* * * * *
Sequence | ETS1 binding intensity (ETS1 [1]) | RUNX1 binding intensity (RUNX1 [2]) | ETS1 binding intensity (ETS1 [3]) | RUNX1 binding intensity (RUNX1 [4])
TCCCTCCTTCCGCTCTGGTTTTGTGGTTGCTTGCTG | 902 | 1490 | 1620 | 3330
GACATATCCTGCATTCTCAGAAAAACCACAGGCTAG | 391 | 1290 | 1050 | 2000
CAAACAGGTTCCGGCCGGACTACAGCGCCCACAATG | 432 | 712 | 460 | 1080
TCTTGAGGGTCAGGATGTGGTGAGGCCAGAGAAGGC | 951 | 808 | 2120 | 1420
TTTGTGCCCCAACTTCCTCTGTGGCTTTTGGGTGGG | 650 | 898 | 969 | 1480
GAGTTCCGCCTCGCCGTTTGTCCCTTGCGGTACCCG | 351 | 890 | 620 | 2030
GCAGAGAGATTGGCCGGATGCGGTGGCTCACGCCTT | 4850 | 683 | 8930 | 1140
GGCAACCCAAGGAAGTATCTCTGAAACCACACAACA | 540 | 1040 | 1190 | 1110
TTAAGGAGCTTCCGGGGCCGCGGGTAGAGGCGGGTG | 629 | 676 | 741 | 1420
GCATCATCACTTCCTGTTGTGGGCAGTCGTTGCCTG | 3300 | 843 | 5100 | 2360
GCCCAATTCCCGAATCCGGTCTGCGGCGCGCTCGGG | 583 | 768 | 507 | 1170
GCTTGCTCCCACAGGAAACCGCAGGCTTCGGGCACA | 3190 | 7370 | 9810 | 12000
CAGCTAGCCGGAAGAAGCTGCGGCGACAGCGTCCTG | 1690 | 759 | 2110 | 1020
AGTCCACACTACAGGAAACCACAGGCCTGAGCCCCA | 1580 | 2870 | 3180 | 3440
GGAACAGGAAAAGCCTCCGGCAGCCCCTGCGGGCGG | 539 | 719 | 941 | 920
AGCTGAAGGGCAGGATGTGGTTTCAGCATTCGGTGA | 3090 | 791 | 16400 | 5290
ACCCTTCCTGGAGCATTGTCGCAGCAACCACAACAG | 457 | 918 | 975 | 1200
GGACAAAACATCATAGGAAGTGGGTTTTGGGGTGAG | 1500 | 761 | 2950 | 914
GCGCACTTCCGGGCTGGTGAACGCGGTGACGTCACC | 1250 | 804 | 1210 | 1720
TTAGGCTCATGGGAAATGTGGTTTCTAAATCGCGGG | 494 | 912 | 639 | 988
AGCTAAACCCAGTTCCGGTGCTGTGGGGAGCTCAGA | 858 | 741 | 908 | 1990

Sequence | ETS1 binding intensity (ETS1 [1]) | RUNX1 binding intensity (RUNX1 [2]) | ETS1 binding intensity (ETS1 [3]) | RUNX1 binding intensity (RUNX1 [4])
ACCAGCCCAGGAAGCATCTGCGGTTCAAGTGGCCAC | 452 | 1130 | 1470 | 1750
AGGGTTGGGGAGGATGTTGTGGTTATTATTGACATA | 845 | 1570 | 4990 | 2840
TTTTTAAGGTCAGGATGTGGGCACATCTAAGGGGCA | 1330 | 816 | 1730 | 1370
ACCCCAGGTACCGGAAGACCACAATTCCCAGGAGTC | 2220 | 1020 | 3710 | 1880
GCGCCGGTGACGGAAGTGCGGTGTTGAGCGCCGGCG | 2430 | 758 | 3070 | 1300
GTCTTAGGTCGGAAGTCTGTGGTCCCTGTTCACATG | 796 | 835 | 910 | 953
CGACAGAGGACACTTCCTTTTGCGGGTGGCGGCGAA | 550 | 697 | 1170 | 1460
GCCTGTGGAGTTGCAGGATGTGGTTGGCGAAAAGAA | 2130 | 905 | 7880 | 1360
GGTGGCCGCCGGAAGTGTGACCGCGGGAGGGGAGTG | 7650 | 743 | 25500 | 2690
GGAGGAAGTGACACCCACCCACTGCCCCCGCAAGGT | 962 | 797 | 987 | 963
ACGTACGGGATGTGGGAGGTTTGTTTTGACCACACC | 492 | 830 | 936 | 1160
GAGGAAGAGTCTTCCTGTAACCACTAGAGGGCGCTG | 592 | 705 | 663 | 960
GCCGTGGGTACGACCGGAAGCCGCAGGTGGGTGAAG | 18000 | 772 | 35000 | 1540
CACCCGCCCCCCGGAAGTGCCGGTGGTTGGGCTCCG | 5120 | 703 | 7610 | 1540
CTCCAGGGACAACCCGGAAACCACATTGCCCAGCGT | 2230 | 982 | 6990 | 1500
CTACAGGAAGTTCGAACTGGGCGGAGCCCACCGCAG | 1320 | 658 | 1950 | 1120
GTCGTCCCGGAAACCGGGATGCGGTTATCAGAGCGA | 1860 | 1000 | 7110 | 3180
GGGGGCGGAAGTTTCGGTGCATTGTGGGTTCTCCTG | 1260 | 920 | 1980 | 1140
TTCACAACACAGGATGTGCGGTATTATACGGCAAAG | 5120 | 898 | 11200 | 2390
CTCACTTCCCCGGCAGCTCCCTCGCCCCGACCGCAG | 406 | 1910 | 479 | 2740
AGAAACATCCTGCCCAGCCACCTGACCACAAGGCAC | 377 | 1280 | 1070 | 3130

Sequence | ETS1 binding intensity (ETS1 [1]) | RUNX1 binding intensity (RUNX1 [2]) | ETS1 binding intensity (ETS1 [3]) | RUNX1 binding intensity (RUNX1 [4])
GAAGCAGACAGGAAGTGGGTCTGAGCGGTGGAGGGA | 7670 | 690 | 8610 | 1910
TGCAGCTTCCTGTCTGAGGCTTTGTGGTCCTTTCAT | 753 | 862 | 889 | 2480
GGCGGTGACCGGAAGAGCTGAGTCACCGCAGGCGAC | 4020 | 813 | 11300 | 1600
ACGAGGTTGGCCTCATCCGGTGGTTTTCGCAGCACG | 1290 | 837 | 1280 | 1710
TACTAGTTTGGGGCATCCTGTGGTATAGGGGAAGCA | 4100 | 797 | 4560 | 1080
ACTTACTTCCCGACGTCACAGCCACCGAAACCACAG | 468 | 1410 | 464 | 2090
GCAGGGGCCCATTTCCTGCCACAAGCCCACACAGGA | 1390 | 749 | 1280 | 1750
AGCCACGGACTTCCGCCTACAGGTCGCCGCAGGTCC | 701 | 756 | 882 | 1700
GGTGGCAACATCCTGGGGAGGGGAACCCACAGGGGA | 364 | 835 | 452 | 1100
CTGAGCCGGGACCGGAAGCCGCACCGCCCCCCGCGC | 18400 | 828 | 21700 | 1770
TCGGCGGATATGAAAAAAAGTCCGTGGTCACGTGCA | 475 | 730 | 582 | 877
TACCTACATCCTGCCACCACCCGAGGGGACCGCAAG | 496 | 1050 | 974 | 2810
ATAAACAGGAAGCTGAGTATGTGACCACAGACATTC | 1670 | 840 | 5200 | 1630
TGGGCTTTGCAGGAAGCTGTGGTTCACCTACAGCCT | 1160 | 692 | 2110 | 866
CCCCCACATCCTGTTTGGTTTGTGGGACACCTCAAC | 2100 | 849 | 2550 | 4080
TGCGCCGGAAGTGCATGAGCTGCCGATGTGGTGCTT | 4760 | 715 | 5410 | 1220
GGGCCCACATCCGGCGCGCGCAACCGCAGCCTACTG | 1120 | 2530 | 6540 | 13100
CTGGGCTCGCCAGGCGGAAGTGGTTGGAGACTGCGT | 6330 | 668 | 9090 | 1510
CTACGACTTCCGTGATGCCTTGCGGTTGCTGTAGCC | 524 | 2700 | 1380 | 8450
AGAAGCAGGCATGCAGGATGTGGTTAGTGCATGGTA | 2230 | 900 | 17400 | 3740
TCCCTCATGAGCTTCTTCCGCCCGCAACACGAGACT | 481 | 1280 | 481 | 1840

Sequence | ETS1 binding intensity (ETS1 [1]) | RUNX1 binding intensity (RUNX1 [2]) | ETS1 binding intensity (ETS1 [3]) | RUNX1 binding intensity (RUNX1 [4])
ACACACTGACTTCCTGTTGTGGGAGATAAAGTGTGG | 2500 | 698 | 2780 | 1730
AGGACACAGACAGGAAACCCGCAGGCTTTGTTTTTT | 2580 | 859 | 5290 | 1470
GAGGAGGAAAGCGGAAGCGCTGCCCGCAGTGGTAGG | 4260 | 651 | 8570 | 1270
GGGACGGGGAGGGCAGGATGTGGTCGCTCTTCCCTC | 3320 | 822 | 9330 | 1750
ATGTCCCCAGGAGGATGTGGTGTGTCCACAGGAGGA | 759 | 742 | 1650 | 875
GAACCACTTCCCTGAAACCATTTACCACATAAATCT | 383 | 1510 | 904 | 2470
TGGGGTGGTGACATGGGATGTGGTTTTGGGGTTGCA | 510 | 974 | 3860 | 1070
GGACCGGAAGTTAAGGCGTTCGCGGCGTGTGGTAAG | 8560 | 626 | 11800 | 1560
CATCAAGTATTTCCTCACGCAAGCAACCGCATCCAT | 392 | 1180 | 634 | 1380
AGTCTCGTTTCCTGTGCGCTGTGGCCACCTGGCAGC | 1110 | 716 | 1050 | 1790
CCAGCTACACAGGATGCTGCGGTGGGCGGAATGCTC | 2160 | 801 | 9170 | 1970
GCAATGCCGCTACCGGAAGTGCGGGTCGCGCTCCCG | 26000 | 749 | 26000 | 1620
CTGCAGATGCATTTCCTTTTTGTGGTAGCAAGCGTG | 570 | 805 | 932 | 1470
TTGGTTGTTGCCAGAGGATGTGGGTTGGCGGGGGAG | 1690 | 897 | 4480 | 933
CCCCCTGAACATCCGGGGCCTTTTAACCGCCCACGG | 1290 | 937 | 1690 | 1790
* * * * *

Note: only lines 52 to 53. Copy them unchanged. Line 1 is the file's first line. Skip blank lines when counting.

GCAGGGGCCCATTTCCTGCCACAAGCCCACACAGGA | 1390 | 749 | 1280 | 1750
AGCCACGGACTTCCGCCTACAGGTCGCCGCAGGTCC | 701 | 756 | 882 | 1700